We have to stop labeling each other and do the necessary work — the hard work that it takes to understand each other and heal in healthy ways. Often, the hard work is cumbersome, but it’s worth it to stop shoving that pain away only to let it creep back in from time to time.

It is forgiveness that allows us to really move forward, to learn, to grow, and to find what we’ve been seeking all along — someone who understands us, validates us, and is willing to see what is underneath the surface — someone willing to do the work. Us “crazies” and “jerks,” we are all deserving of that.

Photo on 6-13-14 at 6.02 PM - Version 2Lauren a.k.a. Darlin’ teaches prepubescents how to read, write, choose kind over wrong or right, and to laugh at her lame jokes.  She hopes to inspire her readers to make the most of what they have without settling for less than desired, all the while convincing herself to do the same.  She currently makes mistakes in Austin, TX.

If you would like to catch more from Lauren a.k.a. Darlin’ check out her weekly Monday posts at keyandarrow.com, among many other great reasons to read.

17 thoughts on “Why “Crazy” and “Jerk” are Lazy

  1. Oh that’s a mean way via Facebook. I was dumped once via backside of a MC D. voucher what was placed behind my wiper…. the voucher was expired of course… I felt like crap that I wasn’t not even worth a milkshake for that guy :o(

    Liked by 1 person

  2. I like your definition of crazy woman. Now that I think of it, I can really see it used by men for those women who they gave so much of pain and hurt that now they have just gone haywire with the grief spilling over.

    As you said forgiving is v important. We need to forgive not only the so called culprit but ourselves too for being so vulnerable and giving.

    Its all a part of Karmic debts.

    Be blessed.

    Liked by 1 person

    • Allowing oneself to feel everything is healthy — sometimes difficult, but healthy — and people should more often celebrate the ability to do so! When everything is felt wholeheartedly, those blissful moments are that much better. What you say about forgiveness is the truth! If not for the other person, it has to be for the self.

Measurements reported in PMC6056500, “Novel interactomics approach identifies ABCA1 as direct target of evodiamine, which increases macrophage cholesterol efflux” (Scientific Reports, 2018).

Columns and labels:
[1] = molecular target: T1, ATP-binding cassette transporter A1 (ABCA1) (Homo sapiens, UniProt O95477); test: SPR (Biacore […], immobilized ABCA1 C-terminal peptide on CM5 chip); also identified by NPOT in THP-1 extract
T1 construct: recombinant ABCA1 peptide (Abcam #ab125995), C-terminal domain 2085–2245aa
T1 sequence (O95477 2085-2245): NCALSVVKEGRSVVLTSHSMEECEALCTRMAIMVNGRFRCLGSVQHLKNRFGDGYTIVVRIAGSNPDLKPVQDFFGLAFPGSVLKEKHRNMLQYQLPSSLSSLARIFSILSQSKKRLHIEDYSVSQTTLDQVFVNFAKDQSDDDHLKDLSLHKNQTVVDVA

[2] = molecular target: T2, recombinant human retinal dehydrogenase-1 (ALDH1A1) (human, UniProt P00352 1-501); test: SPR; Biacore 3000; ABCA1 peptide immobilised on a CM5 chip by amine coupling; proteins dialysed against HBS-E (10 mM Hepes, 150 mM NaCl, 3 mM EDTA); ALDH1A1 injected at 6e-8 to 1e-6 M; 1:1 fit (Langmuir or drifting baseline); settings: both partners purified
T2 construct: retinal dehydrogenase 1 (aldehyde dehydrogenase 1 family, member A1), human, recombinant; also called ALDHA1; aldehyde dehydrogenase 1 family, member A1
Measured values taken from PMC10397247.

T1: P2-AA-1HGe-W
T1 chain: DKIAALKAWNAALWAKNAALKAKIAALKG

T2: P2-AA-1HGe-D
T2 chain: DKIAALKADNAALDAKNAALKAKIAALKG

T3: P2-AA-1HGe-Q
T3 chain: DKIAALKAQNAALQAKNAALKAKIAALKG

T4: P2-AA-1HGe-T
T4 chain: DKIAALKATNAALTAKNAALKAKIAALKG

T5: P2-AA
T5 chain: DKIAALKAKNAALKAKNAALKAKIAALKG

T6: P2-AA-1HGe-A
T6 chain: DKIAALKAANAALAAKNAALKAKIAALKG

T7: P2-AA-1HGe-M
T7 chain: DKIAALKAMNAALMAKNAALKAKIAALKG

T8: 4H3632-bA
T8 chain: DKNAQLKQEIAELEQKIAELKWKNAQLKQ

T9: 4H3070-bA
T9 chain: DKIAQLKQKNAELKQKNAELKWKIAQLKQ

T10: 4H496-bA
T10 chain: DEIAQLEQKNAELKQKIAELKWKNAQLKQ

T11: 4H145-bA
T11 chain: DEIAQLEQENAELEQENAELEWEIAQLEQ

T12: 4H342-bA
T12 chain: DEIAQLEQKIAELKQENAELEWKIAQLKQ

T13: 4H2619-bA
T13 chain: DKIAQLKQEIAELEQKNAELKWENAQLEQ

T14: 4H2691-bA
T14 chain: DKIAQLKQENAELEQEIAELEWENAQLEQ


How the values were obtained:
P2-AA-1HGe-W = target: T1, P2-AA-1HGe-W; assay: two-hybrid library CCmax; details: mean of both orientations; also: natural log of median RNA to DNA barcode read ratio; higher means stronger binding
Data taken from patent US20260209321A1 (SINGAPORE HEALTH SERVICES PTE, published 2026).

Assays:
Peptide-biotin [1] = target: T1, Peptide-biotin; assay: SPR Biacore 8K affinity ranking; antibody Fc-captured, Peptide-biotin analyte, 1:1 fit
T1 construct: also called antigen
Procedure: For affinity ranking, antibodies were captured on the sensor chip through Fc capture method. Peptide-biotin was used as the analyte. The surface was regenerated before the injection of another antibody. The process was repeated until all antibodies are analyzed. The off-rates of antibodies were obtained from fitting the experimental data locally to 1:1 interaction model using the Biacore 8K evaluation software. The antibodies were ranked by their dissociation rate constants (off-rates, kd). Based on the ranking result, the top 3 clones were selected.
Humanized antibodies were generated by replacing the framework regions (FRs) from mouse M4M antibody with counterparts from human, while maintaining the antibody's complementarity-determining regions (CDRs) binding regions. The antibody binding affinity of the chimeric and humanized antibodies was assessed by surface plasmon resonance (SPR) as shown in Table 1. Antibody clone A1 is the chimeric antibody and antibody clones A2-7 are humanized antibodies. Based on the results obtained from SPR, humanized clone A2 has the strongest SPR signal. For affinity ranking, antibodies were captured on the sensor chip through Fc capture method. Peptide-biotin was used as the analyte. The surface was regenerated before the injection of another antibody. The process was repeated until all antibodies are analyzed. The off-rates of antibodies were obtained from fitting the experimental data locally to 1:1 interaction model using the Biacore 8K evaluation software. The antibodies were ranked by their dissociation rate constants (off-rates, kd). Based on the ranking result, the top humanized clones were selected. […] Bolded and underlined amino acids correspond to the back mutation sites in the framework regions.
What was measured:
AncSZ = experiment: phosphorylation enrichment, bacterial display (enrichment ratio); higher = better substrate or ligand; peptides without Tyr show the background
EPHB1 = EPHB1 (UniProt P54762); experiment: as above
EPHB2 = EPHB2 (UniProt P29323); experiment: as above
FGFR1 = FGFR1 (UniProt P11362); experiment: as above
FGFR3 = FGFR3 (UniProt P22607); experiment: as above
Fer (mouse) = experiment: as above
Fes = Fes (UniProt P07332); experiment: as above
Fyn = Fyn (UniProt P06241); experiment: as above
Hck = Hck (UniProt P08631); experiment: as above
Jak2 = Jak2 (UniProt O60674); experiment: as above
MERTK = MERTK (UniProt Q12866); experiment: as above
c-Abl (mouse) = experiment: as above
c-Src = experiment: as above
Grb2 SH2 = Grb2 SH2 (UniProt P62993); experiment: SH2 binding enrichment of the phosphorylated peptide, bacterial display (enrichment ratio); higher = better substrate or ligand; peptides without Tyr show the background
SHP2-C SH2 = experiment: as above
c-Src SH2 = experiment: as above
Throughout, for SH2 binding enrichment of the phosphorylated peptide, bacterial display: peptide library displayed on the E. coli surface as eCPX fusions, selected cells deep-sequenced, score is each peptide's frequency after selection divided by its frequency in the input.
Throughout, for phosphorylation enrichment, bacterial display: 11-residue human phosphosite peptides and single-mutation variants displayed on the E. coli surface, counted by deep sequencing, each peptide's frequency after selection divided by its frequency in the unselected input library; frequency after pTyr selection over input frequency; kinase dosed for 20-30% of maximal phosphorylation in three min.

3. Dear Lauren… what a horrible way to be treated! You do deserve better than that. He obviously has some issues or he wouldn’t have done it that way. But you are the bigger person by writing about it and thinking about what that “label” means. Most people do not look past WHAT happened to the WHY it happened. I try (and fail a lot) to see the reasons behind someone’s actions. The motives help me to deal with the hurt and pain (most of the time) but sometimes you don’t know why someone did what they did. That is the ones I have the hardest time with….. like cruelty. No matter how bad something/someone is, there is never an excuse for cruelty. Not even as retaliation for something THEY did. Because then you become just like them. And as humans… we should be better than that.
    I loved your post and the mature way you see things with putting a label on someone and how detrimental it is. I hope you can move past his actions soon and find someone who is more deserving of you! 🙂

    Liked by 1 person

    • Thank you for expressing your understanding and for your kind words! Yes, cruel acts are the most difficult ones to get past, especially when it’s difficult to understand why anyone would choose cruelty. I do feel like I’ve already healed and moved forward. It’s crazy how fast that can happen when we are honest with our feelings! Ha!

      Liked by 1 person

  4. Hey Lauren, welcome back! :0)

    I don’t know what happened, but I agree. I wouldn’t call him a jerk, cuz that would be lazy. I would call him a coward, because the way he depersonalized you by breaking up on Facebook is cowardly. You are very mature for viewing it how you are.

    Crazy is also a label. As someone who has been stalked by an ex, and not by text, but by drives past my house and phone calls to the point where I would turn off the ringer, I prefer to call him in need of mental health counseling.

    Thanks for sharing.

    Liked by 1 person

  5. Word. people often label others because doing so makes it easier to push away any personal anxiety about a situation on others than to deal with it ourselves. I see a lot of humanity in your message and am reminded of a college professor who said, when you label someone, all you are doing is giving them the right to behave in the way that you characterize them. Therefore, when we say someone is a jerk, all we can expect from him is to live up to the name. Certainly this is unfair, especially considering the first part when you described the girlfriend who was simply hurt. But she isnt crazy. Labels give people license to act accordingly. You are right. Deal with your personal anxieties and be accountable for them. Pushing them off on someone else is an age old defense mechanism we call…. Projection. Frued was good for some things.

    Also I admit I did call him a jerk. Probably another name too. But I will take that one for you my dear friend.

    Liked by 1 person